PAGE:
Hemp plied back on itself
3.25 TPI
When spinning, change hooks frequently to prevent the spun thread from rolling into the valley.

I would love to blend some of this with some silk for a scarf (?).  If I had more of this it would be nice to plan a larger project.
I'm beginning to like the challenge of spinning hemp. Dyeing will be fun.

Sunday, September 28, 2014

Flaxen spinning

Though I must complete my Olds Level 5 final project, I have revised my plans. This flax was going to be dyed using fibre reactive dyes and used for a towel, but the woad in my garden had to be used and the flax ended being dyed with the woad that day.

I scoured 462 grams of spun flax to remove the waxes and set the twist in my singles using 1 T. laundry detergent,  2 T. washing soda and hot water in a large non reactive pot. I simmered the skeins in this solution for 45-60 minutes. Then rinsed in cool water.

462 grams flax spun into linen ready to be scoured.

The woad was harvested and prepared. The skeins were dipped 3 times and aired between dips. The result is a beautiful silvery blue colour.
Woad dyed linen singles. Oct. 2014.

Now back to the planning for my project.
This post has been revised.

Wednesday, August 6, 2014

New Lunchbag

I made a new Lunchbag/satchel the other day. This is from thin strips of tshirts that we have loved in the past. Cut quite thin; warp at 8 ends per inch. 
Friday I will try it out. 

Friday, August 1, 2014

Gradient Inkle

I had 8 X 20 yd. skeins to create a small project using a gradient dye on 2 ply linen I spun up.
Pretty cool!
% Dye Inkle on 2 ply linen

Thursday, July 31, 2014

Cushion Covers

Nature dyed main colours. Acid dyed accents on lighter one. Darker one is all acid sued. 
Handspun wool. Some E. Friesian.
Some Lincoln Longwool. 
Wool waste for stuffing. 

Natural Dyeing BMS

July 30/14
BMS? British Milk Sheep
Fineness? a medium wool. Mitts & things similar.
Dyes? Marigold. Tansy. Yellow Bedstraw.
Mordants? Iron. Copper. Alum.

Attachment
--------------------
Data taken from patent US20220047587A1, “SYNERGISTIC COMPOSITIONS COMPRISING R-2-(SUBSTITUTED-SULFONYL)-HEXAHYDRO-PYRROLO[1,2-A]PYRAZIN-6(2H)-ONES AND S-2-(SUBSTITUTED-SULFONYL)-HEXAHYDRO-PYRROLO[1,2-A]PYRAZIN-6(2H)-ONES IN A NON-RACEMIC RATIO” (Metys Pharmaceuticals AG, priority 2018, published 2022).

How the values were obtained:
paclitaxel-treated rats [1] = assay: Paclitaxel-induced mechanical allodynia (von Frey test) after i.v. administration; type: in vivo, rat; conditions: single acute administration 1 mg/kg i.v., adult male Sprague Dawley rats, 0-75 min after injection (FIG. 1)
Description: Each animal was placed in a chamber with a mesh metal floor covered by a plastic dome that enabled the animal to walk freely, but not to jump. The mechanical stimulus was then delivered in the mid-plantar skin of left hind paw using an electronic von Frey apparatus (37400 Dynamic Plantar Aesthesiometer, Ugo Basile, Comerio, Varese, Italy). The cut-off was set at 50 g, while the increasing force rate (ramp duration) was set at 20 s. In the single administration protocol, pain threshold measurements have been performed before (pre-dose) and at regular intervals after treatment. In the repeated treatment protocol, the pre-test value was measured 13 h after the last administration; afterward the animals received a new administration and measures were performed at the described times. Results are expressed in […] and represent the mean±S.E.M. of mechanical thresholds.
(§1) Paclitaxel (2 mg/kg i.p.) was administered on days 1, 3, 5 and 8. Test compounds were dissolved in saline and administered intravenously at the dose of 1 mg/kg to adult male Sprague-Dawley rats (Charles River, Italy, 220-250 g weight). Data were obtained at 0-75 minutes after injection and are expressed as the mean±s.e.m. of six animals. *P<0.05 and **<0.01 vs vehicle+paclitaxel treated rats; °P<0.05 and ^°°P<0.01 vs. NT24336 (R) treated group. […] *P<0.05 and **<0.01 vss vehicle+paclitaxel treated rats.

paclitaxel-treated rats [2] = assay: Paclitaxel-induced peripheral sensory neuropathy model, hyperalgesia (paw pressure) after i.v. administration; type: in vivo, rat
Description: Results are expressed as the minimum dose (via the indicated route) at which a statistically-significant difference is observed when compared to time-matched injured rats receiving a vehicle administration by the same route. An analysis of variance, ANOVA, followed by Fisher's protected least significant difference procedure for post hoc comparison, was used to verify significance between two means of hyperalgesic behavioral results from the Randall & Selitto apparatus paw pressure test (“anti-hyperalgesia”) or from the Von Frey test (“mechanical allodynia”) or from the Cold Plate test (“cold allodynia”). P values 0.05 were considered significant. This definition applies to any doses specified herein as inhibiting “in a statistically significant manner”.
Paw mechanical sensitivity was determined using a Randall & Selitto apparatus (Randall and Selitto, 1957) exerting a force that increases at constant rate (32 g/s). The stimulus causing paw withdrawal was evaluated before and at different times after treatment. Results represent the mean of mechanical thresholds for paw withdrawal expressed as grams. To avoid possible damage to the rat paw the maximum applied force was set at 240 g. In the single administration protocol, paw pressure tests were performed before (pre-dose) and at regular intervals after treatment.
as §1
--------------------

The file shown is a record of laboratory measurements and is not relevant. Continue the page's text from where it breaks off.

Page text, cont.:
Photographed with my Iphone in the early morning light. Unfortunately the colours were not picked up very well, but you get the general idea. The tansy on alum (upper right) is my favourite. Pretty yellow.
Bottom to top: Marigold. Bedstraw. Tansy. Left to Right: Iron. Copper. Alum.

Friday, July 25, 2014

Greener Shades Colour Wheels

I have been doing some acid dyeing just for my own basic reference tool.
Greener Shades acid dyes have 2 blues - River & Coral Reef Aqua, 2 reds - Flame & Ruby, 1 yellow and black. Secondary colours - Sunset Orange, Amethyst Purple and Amazon Green are available too.
I created 4 colour wheels using the percentage system with slightly off white carpet wool. 2 Sets of the skeins were 20 yds. and weighed 10 grams each. These were dyed using .5% DOS (depth of shade) with Ruby Red & River Blue and .2% DOS which used Flame Red and River Blue.

The depth of the colour at such a low saturation point was surprising. The colours were very deep.
.2% DOS

.5% DOS
On another I used 10 yd. 5 gram skeins of the same type of wool, but the dye amounts were too small for accurate calculations with the syringes I had available. In these cases I used a small amount of water and only an eyedropper to measure by the drop. On these I added 10% black to each.
10% black added. Eyedropper measurement.
One more colour wheel, eyedropper method of measurement using 10% of the complementary colour.
10% of the complement added. Eyedropper method.
Then I took all of the colours I had from Greener Shades and did the same 5 variations with DOS on all using 10 gram 20 yd. skeins.
.2% .5% 1% 2% 3% DOS
Overall good reference tools. Now I must take a sample from each and make a traditional wheel of sorts to make comparison easier.

Monday, July 14, 2014

More on Mystery Fibre Dye

Mystery Fibre
The dye results really do not look quite like this - it really is not pink like this. I think the photo explains it all - the 5 different DOS (depth of shade) and how I managed it.

Walnut. Afr. fine wool, BFL nylon
I have had pails of walnuts sitting around all winter & half the summer. I did not husk them; just let them sit. I poured a small pail off through a sieve and just added some roving to a pot. The one on the left is African fine wool, the middle is Blue Faced Leicester, previously woad dyed, and now overdyed w. walnut. The last is some nylon roving.
No mordant needed.

Bedstraw Dye Results

The mordanted fibres were placed in open mesh bags and simmered at 180Ffor 1.5 hrs. I did the silk separately in order to use a lower dye temperature. I harvested some of the bedstraw I have growing even though it's very early in the season.

The fibre was 150 grams of combed Suffolk and 10 grams of bleached Tussah silk top. 
All of the fibre was mordanted in alum & cream of tartar 8 &8% and 7% respectively.